Communicative Implications of Playful Touch
Playful touch is designed to lighten an interaction and possibly give double meaning to a verbal message (Jones & Yarbrough, 1985). For example, you might tell a friend, “I hate always losing to you” while punching her or him playfully on the arm.
Jones and Yarbrough classified playful touch as affectionate or aggressive. Both forms of touch help lighten an interaction.
Playful affection includes behaviours such as saying, “how about a kiss?” in a joking way to an opposite-sex friend, followed by a quick kiss on the forehead.
Playful aggression includes behaviours such as “getting someone back” by tickling them, engaging in mock aggression such as wrestling in a playful way, or curbing aggressive verbal comments with touch. For example, one of Yarbrough and Jone’s participants reported following an aggressive comment to a waitress (“No, we don’t want the check—tear it up”) with a smile and light touch to her arm.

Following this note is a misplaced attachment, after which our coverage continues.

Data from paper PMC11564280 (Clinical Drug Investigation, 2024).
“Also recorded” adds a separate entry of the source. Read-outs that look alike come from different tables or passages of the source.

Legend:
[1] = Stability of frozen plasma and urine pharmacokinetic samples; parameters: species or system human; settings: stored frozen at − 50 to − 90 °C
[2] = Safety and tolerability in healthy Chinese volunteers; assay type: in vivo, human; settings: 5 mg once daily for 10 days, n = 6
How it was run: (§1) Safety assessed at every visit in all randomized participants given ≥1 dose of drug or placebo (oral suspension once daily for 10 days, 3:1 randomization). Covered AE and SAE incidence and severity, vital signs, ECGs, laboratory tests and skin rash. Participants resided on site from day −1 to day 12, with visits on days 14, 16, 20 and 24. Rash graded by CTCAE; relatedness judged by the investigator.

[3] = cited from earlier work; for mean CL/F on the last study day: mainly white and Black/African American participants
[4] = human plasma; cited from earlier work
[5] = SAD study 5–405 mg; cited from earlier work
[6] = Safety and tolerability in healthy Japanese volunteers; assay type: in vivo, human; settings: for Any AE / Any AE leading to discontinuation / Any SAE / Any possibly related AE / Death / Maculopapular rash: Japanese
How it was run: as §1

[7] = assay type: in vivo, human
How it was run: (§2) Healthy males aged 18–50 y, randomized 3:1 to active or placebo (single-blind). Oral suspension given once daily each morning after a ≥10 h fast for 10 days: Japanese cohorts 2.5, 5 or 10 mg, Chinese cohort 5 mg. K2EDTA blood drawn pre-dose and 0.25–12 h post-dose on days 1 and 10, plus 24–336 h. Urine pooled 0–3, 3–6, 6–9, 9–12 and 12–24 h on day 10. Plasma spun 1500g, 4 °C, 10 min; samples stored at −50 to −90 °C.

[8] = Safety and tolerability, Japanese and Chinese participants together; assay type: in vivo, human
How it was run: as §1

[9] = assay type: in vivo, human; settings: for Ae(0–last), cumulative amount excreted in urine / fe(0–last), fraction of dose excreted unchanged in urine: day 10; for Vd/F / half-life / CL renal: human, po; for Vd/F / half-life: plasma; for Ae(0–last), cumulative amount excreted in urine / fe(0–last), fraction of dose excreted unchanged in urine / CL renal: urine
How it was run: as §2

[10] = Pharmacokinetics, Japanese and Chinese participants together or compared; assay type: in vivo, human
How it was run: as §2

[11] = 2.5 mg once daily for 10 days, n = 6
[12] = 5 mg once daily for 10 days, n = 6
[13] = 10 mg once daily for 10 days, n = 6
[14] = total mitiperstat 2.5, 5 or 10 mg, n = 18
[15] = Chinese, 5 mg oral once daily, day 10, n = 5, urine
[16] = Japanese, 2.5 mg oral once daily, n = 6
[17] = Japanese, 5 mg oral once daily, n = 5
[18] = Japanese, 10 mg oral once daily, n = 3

Some studies suggest that certain types of touch, such as sitting on one’s lap, tickling someone, or play wrestling are often interpreted differently by women and men. Women are more likely to perceive these types of touch as playful, whereas men are more likely to perceive them as sexual (Pisano, Wall, & Foster, 1986).